We worked in at the Gallup Indian Medical Center (GIMC) and Zuni-Ramah Hospitals in the 1990s and continue to work with Native populations in Albuquerque and New Mexico. Our study of the population based CS rate in Zuni-Ramah in the 1990s demonstrated a 7.3% cesarean rate despite an incidence of diabetes and hypertensive disorders well above national rates 8. Physician specific practices influence cesarean delivery rates 9. We believe that the cesarean delivery review initiated at GIMC in the early 1990s was important in identifying factors in patient management that can result in a high cesarean rate.
An important ingredient in reducing cesarean delivery, either in nulliparous or parous women, is to place value on vaginal delivery. The attitude that “None of the physicians in our department are concerned with our cesarean delivery rate” may prove the largest stumbling block in developing strategies more consistent with national goals.
We suggest that the maternity care providers in Hastings present the evidence for improved maternal outcomes in women with prior vaginal delivery to their anesthesia colleagues and make TOLAC available at least for this group of women. Addressing the high total (and presumably) primary cesarean rates will require analysis of the indications and physician specific patterns. Given the increasing evidence for adverse outcomes with multiple repeat cesareans and the limited ability of community hospitals to address problems with placenta accreta, increta and percreta, we support labor management strategies to reduce cesarean rates in the Native American population in the Oklahoma Area and nationwide.
OB/GYN CCC Editorial comment:
An argument for better teamwork: Trial of labor after cesarean in Indian Country
First, I want to thank the leaders of the Indian Health Midwives listserv for raising these important issues, as this discussion was originally begun in the Midwives Corner feature. Though the current discussion revolves around Indian Health facilities, it is reflective of most small rural hospitals and increasingly some larger urban facilities.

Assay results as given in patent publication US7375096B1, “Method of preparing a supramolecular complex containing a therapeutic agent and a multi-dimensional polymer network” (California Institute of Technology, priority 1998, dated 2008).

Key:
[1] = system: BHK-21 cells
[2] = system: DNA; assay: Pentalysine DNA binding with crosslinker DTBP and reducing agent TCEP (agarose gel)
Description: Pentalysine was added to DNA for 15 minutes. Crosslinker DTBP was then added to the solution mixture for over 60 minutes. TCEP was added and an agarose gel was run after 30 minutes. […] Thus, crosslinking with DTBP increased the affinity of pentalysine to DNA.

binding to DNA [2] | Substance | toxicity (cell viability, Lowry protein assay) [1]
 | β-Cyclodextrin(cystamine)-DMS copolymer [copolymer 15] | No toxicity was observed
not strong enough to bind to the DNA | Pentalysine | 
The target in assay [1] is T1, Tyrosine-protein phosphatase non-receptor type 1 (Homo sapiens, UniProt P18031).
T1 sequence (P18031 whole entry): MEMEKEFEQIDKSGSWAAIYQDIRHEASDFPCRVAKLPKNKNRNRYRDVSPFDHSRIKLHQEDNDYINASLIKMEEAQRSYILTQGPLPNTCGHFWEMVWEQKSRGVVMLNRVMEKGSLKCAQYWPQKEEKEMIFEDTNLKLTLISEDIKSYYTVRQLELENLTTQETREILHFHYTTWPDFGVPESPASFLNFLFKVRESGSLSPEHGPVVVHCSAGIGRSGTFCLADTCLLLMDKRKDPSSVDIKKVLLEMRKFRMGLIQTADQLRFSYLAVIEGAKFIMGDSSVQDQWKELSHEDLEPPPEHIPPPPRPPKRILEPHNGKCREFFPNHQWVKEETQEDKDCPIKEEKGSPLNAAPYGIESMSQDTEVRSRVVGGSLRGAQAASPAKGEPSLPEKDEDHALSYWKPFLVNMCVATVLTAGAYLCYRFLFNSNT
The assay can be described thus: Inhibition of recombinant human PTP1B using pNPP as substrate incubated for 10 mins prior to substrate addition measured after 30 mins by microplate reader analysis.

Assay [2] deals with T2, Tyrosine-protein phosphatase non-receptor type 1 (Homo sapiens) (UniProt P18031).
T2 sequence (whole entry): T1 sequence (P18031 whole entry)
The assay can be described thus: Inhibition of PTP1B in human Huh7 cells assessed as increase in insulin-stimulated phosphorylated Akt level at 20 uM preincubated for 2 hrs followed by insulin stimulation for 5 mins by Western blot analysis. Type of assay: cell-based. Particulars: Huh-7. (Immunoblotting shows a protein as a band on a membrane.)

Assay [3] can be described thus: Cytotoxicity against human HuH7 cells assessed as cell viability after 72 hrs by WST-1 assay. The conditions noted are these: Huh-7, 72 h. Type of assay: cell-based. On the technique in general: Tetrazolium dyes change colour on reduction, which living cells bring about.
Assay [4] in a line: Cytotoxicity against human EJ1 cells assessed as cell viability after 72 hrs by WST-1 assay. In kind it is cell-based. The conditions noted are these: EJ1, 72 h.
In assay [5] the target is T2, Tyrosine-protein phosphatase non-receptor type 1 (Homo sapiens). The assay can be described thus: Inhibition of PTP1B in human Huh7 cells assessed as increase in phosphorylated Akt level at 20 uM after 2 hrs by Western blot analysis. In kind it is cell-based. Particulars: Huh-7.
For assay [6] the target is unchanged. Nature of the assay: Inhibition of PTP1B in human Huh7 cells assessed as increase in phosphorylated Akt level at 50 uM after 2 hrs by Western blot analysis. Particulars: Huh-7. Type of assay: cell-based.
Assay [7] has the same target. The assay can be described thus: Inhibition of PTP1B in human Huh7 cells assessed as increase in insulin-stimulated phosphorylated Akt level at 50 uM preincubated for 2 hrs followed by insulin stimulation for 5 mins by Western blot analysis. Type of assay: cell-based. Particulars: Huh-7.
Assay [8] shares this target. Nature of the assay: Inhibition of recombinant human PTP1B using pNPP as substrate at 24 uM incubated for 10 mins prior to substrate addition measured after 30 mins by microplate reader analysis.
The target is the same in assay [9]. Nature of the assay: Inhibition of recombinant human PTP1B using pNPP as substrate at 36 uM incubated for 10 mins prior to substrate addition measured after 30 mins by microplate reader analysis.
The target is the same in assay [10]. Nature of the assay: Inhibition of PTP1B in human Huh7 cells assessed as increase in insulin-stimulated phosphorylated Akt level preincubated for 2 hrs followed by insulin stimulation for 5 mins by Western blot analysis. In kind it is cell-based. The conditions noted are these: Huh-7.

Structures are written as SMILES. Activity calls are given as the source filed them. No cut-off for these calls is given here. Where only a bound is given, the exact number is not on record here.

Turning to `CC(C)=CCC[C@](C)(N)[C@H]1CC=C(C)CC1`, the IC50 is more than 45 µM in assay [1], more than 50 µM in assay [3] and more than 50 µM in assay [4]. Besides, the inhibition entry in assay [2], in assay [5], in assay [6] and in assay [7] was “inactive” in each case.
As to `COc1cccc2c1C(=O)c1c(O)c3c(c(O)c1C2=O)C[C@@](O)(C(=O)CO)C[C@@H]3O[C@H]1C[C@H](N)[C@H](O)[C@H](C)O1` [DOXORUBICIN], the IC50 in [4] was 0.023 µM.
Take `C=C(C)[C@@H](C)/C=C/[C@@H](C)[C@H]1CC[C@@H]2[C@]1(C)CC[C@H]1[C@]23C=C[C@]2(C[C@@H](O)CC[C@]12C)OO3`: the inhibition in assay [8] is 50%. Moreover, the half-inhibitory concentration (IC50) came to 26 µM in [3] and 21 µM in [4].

Next, the availability of the trial of labor after cesarean option is really a ‘systems’ issue not just a problem confined to midwives or physicians. To decrease the long term morbidity and mortality associated with cesarean rates that now exceed 40%, we need to approach this issue systematically. Specifically, how can we engage our Indian Health administrative staff to foster an environment whereby anesthesia, pediatric, and nursing services work together with the provider staff to decrease excess morbidity in Native women.
Should you offer vaginal birth after cesarean delivery at your facility?
Should your referral facility be offering VBAC?
Let’s put some of the above issues into perspective.
What are just a few of the risks that you should currently handle very well:
||Incidence per 100
||0.14 – 0.62
|Abruptio placenta, overall
||0.4 – 1.3
|Abruptio placenta, severe – stillbirth
|Placenta previa, third trimester
||0.1 to 0.4
|Placenta accreta, overall
|Placenta accreta / previa unscarred
||1 – 5
|Placenta accreta / previa with 1 Ces Del.
||11 to 25
|Placenta accreta / previa with 2 Ces
||35 to 47
|Placenta accreta / previa with > 3 Ces
||50 to 67
|Post partum hemorrhage
||1 – 5
In all but one of the above cases the incidence of these obstetric emergencies is actually increasing each year.
If you can’t provide VBAC because of the 0.5% risk of uterine rupture, then should your facility be offering intrapartum care at all? [emphasis theirs]
If you work at a facility that can not develop a rapid response for a clinical issue like symptomatic uterine rupture in a VBAC setting, which happens ~0.5 percent of the time, then your facility, should re-evaluate its ability to manage obstetric intrapartum care.
Taken on their own individual merit, most of the above common urgencies and emergencies occur more frequently than 0.5 percent. Taken as an aggregate, the risks above far outweigh the risks of VBAC. Now seeing the above risks, if you feel you need to re-evaluate offering obstetric intrapartum care because the above risks, then please contact me as soon as possible.
For those facilities that feel they are able to continue to offer obstetric intrapartum care within the risk environment above, then I would suggest a program of emergency obstetric drills, pan-ALSO** certification for all nurses and providers, and an ongoing quality assurance.
Each of the last three national Indian Women’s Health and MCH Conferences has devoted significant blocks of lecture time and workshops to improve systems of care and specific content updates. (Link to Meeting Lecture notes below)
Lastly, there seems to be some confusion as some providers at times combine the risk of a TOLAC sequela vs the relative success of a vaginal birth in TOLAC. These are two separate issues that need to be discussed with our patients separately for a fully informed consent.
1.) Success of vaginal delivery
Overall the rate of successful vaginal delivery in TOLAC is actually quite high, often in the range of 75% in the general population, and much higher success rate in the AI/AN population at 85-90% over the years.
A previous successful VBAC is probably the best predictor of future success; about 90 percent of such women deliver vaginally with trial of labor. By comparison, women delivered abdominally for dystocia are least successful, although approximately two-thirds are delivered vaginally.